Divide and Conquer: How to Furnish a Long, Narrow Room
If the only thing differentiating your living room by a bowling alley is the lack of red lines and pins, then you understand how hard it can be to decorate a long, narrow area.
How do you fill the room without seating people too far apart? How do you prevent normal-size furniture from looking dwarfed? And just how do you create the space work as comfortably for 2 as for 20?
“Consider what activities you want to take place in that area,” suggests interior designer Amy Luff in Margaret Donaldson Interiors at Charleston, South Carolina. “Do you want a dedicated TV spot? Do you need a game table? Or do you prefer a dialogue area? That will give you a jumping-off point for how you might break up the space ”
Sometimes the best way to take care of a long, narrow area would be to split it into two seating groups. Which will let you fill the space without giving up normal-size furniture. It also will give you the chance to customize each area for another activity or degree of familiarity.
Strive floating bits in the middle of the room, and be sure to keep a consistent color palette and fashion, so the space feels harmonious. Throw some occasional chairs into the mix, so guests may pull up a seat when they want to combine a group.
In this example Jeffers Design Group created a large, formal seating area and supplemented it with a small, informal grouping designed around a central ottoman. That way just two people may sit in this area without feeling consumed by the distance. The very low club chairs prevent the back distance from feeling cut off from the remainder of the room.
A long living room often demands more than 1 sofa. There are three from the area here! The strategy works because the two opposing sofas fit, though they occupy separate seating areas. (Imagine how active that this would have looked if all 3 couches were different.)
The java table is extra large to accommodate the room’s scale, as is the wing seat in the corner. The latter’s elevated stature helps break up the furniture airplane, so all of the bits are not the exact same height.
Portable chairs, such as the green pair seen here, let guests to pull up a seat anytime they want to combine a conversation.
Margaret Donaldson Interiors
With doorways in each of the far corners, it was important to accommodate circulation on both sides of the room. The alternative: floating furniture at the center.
The centre table divides the seating group in the match area, while matching rugs, upholstery remedies and wood tones help unify the distance so it feels just like a single composition.
Alix Bragg Interior Design
Although both sides of the room share a common colour palette, the side adjoining the kitchen has been designed with rougher materials, such as leather, because it becomes more use.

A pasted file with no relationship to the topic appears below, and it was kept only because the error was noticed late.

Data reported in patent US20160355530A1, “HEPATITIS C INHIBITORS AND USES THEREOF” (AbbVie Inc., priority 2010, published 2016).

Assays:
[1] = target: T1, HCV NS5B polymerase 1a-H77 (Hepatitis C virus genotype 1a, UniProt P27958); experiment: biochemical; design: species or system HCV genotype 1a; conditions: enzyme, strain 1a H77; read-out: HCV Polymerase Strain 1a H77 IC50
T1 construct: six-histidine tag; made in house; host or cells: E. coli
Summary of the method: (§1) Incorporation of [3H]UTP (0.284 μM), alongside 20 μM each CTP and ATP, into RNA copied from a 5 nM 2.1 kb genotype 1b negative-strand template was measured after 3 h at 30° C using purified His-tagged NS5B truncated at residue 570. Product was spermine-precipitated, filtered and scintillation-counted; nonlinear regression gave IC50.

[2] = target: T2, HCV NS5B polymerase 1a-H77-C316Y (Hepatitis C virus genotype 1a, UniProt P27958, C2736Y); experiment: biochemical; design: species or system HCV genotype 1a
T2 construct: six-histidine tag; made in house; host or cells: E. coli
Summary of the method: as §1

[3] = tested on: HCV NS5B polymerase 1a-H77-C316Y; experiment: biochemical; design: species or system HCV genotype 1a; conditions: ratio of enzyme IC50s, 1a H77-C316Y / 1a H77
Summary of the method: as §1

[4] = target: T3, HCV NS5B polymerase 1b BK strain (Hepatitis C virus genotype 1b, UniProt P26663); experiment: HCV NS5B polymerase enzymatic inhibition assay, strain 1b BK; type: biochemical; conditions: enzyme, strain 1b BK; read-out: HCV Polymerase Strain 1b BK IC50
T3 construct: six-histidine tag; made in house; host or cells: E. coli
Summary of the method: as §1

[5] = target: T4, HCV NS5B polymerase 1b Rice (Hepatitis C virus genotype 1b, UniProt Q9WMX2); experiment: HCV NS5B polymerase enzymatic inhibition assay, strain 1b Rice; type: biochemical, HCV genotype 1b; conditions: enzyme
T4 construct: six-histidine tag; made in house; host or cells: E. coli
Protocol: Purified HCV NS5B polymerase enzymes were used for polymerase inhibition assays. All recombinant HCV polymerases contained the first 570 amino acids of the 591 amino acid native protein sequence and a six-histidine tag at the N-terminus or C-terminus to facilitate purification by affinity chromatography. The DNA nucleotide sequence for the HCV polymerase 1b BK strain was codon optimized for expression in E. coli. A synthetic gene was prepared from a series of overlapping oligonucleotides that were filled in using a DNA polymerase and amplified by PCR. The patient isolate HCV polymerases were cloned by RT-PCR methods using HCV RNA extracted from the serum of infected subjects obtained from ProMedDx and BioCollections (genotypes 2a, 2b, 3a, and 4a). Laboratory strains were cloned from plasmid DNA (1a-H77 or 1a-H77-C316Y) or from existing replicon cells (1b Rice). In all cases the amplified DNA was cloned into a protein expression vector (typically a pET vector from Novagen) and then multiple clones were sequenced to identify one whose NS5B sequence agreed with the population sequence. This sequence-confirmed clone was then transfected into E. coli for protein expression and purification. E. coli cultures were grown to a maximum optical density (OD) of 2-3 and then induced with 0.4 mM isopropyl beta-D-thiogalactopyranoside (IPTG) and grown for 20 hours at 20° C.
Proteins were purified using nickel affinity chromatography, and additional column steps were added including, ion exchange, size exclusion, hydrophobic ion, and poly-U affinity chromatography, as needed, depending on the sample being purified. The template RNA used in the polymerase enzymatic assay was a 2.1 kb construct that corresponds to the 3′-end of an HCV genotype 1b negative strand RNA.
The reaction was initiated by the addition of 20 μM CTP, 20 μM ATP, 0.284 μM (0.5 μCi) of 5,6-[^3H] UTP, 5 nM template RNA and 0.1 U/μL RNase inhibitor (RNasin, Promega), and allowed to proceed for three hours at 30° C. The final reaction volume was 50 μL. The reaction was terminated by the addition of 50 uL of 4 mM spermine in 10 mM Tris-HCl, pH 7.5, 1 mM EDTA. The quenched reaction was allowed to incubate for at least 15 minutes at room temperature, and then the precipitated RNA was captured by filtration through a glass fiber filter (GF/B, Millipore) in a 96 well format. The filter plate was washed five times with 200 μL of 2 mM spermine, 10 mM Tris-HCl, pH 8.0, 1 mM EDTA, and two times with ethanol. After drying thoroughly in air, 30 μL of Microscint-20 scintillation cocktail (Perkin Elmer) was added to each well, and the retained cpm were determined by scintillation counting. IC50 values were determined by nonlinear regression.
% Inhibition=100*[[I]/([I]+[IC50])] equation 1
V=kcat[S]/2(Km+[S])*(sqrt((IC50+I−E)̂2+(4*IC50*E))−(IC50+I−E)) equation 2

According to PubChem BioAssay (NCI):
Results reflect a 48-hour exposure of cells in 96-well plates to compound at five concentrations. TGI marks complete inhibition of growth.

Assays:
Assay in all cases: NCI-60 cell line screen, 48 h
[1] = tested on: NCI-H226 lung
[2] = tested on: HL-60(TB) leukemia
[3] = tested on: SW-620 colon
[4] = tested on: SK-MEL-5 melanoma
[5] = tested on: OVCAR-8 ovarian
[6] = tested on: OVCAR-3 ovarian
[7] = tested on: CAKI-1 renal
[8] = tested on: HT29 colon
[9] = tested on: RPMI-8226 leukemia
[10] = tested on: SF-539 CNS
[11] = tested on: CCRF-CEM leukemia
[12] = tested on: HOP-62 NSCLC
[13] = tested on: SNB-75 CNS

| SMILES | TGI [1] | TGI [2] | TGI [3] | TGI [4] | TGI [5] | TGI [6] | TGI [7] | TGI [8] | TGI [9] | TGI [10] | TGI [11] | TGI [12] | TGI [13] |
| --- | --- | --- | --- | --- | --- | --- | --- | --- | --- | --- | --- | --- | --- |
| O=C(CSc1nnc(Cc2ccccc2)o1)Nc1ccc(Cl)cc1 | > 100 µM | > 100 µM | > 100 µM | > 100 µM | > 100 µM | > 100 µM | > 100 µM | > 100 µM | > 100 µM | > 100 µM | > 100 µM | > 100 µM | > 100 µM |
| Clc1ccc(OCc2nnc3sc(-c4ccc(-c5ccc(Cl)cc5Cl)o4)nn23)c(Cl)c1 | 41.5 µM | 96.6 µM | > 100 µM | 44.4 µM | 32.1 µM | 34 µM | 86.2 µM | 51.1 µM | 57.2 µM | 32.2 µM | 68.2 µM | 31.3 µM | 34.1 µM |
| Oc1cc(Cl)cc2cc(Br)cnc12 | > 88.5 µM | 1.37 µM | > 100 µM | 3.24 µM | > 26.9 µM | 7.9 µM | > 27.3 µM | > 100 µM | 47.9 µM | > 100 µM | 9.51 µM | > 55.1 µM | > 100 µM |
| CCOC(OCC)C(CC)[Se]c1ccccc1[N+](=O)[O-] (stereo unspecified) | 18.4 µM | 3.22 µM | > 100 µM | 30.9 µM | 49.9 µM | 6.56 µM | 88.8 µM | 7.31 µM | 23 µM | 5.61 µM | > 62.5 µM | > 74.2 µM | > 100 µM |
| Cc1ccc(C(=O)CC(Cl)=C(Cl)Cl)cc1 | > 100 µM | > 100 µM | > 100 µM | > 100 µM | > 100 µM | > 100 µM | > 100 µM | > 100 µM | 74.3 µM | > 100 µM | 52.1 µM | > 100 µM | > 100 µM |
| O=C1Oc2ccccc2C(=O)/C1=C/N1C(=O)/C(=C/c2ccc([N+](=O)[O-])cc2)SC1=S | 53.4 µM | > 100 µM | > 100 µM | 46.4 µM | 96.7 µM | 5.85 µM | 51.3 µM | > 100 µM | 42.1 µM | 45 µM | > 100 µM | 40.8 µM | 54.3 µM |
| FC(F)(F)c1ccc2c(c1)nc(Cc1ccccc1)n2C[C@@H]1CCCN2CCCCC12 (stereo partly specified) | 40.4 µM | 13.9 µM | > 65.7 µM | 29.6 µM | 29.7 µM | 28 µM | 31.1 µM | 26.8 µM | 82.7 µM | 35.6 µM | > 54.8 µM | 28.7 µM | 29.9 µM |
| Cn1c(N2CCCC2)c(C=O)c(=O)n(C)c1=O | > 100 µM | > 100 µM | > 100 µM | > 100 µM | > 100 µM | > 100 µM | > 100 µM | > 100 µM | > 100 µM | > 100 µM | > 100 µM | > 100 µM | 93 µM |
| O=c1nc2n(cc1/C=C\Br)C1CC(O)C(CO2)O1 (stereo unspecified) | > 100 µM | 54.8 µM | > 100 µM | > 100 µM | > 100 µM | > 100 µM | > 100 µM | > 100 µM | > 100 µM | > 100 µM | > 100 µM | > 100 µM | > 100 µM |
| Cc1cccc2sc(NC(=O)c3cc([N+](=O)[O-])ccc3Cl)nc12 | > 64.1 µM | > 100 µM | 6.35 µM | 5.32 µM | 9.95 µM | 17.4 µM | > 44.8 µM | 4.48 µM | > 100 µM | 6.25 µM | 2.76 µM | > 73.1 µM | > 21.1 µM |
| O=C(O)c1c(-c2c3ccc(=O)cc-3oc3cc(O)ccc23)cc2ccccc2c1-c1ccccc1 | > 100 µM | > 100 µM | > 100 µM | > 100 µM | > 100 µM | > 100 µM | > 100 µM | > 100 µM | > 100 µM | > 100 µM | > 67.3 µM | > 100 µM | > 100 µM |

Architectural components — such as the archway bisecting that room — may be helpful in breaking up a big area, as may bookcases and folding displays.
Do not overlook the opportunities a ceiling can offer. Installing a recessed ceiling over one or both parts of an area can help define seating areas within an open plan.
AND Interior Design Studio
If your area is narrow and long, but not especially large, you may still eliminate a single grouping. “Simply add a few chairs using a round table between them, and that means you have another place to go,” states Charleston designer Alix Bragg.
In this example a table and chairs are put behind the back sofa; more chairs reinforce the principal seating group. A daybed takes the location of another sofa, allowing views into the space and creating the seating group seem more welcoming.
Thom Filicia Inc..
In this New York living area, designer Thom Filicia opted for a single seating group but corrected the scale, utilizing an extra-long sofa and placing two matching coffee tables side by side.
Fieldcrest Builders Inc
Two couches are floated in the center of the living room and placed back to back, using a console table . Hanging fixtures help define each seating group within the open plan. As an alternative, you could just use a chandelier at the dominant grouping, to give it more prominence.
A circulation path hugs one wall — a fantastic alternative for narrow rooms. Allow a width of 30 to 36 inches for simple passage.
In this Austin, Texas, living area, a free-form sectional is a modern variation of adjoining sofas. 1 side faces a romantic seating area; the other adopts a more casual space furnished with ottomans that could double as seating.
Nothing fills space just like a grand piano!
Along with being long and slim, this living area also has a ceiling. The hanging lights do a great job of decreasing the ceiling’s perceived height, so the space does not feel really daunting.